County police will no longer investigate city police shootings

Saturday, March 09, 2002

By Jonathan D. Silver, Post-Gazette Staff Writer

For the past several years, the Allegheny County Police Department has overseen investigations of shootings involving Pittsburgh police officers.

But a recent change in county policy means its detectives won't be looking into last month's nonfatal shooting of a Homewood man by a Pittsburgh SWAT officer. As a result, city police are investigating themselves without the outside oversight required by law.

Under a city ordinance, after an officer shoots someone -- as was the case most recently on Feb. 20, when Officer Patrick Knepp shot Cecil Brookins after Brookins had shot and wounded two police officers -- the director of the city's Department of Public Safety is required to ask another law enforcement agency to supervise the investigation of the incident.

Public Safety Director Kathy Kraus said she does not get involved in finding an outside agency, instead deferring to Pittsburgh Police Chief Robert W. McNeilly Jr.

The chief, who supports having external supervision, has found himself in a difficult position, however.

In a low-key move, the county notified McNeilly late last year that as of Jan. 1, it would no longer supervise investigations of shootings involving city officers.

The county's main objection was that its detectives were hindered from having complete control over such investigations by opposition from the city police union.

"If there's a problem with the union and we can't extend ourselves to the fullest, then we just can't do it," county police Superintendent Kenneth Fulton said.

McNeilly said state police long ago informed Pittsburgh police that troopers wouldn't supervise investigations. The FBI ordinarily gets involved only when there are allegations of civil rights abuse. And the state attorney general's office comes in only by request from the local district attorney, who must plead either a conflict of interest or lack of resources.

With all these avenues closed and the county out of the picture, McNeilly is exploring his options by consulting with District Attorney Stephen A. Zappala Jr.

"I think what we're all interested in is having somebody independent from the bureau there to supervise the overall investigation," McNeilly said.

"I have asked the DA to consider this and sent him a copy of a letter asking for such assistance. If they don't agree to assist, I will look to ask the AG's office. Hopefully, someone will be willing," McNeilly said. "If not, we may have to look to having the county do the entire investigation and contend with the FOP's position on this in another forum."

The county's change of heart came during a standard end-of-year policy review.

"We did an overall review and determined with the help of the solicitor that we should be, as we are in all investigations, in charge," Fulton said. "In all the ones we're called into, we're in complete control of the investigation, and in matters of the city, we are not. We are just supervising."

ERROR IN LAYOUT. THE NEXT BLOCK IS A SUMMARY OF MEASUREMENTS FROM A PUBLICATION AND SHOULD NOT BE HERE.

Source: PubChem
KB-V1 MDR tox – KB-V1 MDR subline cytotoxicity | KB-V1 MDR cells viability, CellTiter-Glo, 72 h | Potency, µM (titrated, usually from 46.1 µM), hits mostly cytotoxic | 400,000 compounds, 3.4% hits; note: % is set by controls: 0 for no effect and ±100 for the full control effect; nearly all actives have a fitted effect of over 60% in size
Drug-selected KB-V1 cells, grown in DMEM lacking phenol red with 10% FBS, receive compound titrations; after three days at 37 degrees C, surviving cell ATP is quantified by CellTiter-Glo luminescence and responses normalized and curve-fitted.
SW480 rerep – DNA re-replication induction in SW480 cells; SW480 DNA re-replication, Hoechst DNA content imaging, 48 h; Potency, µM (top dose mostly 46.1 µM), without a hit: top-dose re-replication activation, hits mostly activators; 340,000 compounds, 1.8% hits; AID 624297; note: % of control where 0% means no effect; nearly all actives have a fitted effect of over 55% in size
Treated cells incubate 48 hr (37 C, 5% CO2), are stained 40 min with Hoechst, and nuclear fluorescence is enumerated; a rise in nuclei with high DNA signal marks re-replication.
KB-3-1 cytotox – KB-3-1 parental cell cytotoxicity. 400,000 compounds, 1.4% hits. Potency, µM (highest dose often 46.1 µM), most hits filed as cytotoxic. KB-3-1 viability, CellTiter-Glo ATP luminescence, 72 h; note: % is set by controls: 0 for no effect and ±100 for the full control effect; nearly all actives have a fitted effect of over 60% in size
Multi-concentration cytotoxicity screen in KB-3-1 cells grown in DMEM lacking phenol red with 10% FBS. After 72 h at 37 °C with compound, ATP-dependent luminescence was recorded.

By being merely supervisors, the county could run into difficulties if there is a difference of opinion with city investigators on how to run an investigation.

"If there's a disagreement in policy on an investigation, what do we do? If we suggest it should be this way and the city says it should be [that] way, we have a problem," Fulton said.

Fulton conferred with both county Solicitor Terry McVerry and county Manager Robert Webb before making his decision.

County police started assisting city police with investigations after former Officer Jeffrey Cooperstein shot and killed Deron Grimmitt Sr. of the Hill District in December 1998 during a chase.

The county was called in to do the entire investigation. Cooperstein was charged with homicide and acquitted in February 2000. He left the force because he has multiple sclerosis.

Since then, the county has supervised perhaps four other investigations, including the fatal shooting of a Spring Hill man in Garfield last October. Coroner Dr. Cyril H. Wecht on Thursday ruled the shooting justifiable.

A month after the Cooperstein shooting, the Fraternal Order of Police sought to protect its union members by charging that it was unfair for county detectives to be brought in to do the work of city homicide detectives.

The union brought the matter to the state Labor Relations Board. But before the board could act, the two sides agreed that a county employee could manage an investigation, allowing that person to act in a nonunion capacity as a supervisor.

"When I first was confronted with it, I went to the FOP and said I thought it was an unfair labor practice. This was something they did not bargain for," FOP attorney Bryan Campbell said.

"[City] homicide does this work. Homicide has always done this work. You can't just take the work away from them and replace them through an outside agency unless you do it through collective bargaining, and we'd fight them tooth and nail through collective bargaining."

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